Mottra are tremendously proud of their technique, which was invented by Sergei Trachook, an aviation engineer and theoretical physicist, whose hobby is "aquarianism". They point out that they produce the world's only sustainable caviar. They show off the praise they've received from ecological panjandrums such as the super-scrupulous CITES organisation (Convention on International Trade in Endangered Species of Wild Flora and Fauna). They are careful to avoid dealing in hormones, antibiotics and growth accelerators, and consume very little energy in their farming strategies.
Does this caring, ethical, wholesome, sturgeon-hugging approach make caviar taste any better? I recently went to the Albemarle Hotel, where a special caviar tasting was in progress hosted by Mark Hix (The Independent Magazine's food writer). We tried Mottra caviar on toast soldiers and on sliced, roasted new potatoes. It was, as I expected, deliciously textured, but was far more subtle than any caviar I remembered trying before. Less salty for one thing, and the eggs were fatter.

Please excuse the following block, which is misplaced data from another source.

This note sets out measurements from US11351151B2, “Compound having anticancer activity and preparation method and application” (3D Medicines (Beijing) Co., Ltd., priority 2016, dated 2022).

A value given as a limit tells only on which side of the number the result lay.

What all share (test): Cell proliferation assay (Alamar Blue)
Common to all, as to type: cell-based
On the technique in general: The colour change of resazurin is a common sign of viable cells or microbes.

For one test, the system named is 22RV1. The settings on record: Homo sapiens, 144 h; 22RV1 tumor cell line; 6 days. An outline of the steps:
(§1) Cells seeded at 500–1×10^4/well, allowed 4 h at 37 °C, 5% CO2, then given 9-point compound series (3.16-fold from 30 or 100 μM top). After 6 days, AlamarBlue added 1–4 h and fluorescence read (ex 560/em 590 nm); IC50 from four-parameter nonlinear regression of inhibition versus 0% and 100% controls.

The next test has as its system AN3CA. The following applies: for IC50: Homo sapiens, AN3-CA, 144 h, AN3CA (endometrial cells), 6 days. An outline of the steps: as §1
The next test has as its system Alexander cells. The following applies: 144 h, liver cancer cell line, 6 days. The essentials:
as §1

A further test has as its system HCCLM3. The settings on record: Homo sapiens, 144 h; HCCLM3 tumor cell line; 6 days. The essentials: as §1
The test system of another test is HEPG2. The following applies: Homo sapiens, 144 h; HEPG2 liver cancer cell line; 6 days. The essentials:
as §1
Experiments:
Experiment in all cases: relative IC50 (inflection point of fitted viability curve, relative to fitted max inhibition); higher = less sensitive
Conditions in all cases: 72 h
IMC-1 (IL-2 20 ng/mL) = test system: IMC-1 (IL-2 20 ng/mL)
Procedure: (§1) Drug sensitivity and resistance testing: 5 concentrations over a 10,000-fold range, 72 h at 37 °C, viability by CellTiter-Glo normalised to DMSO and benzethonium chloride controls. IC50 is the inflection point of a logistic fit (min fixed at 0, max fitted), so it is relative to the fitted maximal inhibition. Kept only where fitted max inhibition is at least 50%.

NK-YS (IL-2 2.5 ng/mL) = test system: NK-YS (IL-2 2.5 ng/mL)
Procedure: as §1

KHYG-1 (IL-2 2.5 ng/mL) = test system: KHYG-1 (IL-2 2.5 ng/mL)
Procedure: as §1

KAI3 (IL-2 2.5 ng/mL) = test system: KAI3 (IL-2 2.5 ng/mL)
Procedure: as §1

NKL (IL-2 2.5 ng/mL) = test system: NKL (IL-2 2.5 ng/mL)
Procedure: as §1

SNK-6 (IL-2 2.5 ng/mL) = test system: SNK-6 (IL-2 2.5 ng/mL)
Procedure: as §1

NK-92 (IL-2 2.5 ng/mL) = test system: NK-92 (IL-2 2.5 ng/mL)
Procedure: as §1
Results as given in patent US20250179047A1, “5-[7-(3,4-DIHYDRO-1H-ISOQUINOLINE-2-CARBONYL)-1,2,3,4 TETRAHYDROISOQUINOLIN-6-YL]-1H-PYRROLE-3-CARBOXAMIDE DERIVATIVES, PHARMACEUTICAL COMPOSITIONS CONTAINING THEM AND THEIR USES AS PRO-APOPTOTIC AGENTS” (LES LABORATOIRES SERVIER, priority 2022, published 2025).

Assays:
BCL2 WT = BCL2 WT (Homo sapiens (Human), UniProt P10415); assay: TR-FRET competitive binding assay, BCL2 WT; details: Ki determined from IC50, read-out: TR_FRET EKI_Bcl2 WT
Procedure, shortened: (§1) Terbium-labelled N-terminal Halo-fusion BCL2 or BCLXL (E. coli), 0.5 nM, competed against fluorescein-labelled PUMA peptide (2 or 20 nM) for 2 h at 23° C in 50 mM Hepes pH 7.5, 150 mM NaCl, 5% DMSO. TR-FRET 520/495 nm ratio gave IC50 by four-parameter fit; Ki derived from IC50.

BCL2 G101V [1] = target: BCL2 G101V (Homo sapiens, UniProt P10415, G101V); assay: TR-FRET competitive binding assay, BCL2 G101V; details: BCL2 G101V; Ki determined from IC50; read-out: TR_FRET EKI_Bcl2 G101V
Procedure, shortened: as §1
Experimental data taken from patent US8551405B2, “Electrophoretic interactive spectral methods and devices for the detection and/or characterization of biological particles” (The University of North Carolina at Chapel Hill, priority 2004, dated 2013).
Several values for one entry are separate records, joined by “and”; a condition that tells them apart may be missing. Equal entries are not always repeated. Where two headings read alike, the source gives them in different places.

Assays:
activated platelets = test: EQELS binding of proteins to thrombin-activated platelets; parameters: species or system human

My neighbour at the tasting, Elena Lapteva, the thrillingly sharp-cheekboned editor of the Russian-language New Style magazine, was raised in Vladivostock and grew up eating kilos of the stuff. "This is very mild-tasting," she said. "I'm glad to say it doesn't have that processed taste. Caviar can be too hard and chewy, like a lot of little raisins – or it can be slushy and disgusting, like salmon roe. This is neither."
We moved on to Scrambled Duck's Egg with Caviar, Smoked Sterlet with Potato and Green Onion Salad and Caviar (sterlet is a slightly smaller sturgeon, with a more concentrated flavour) and Veal Tartare with Toasted Sourdough and Caviar.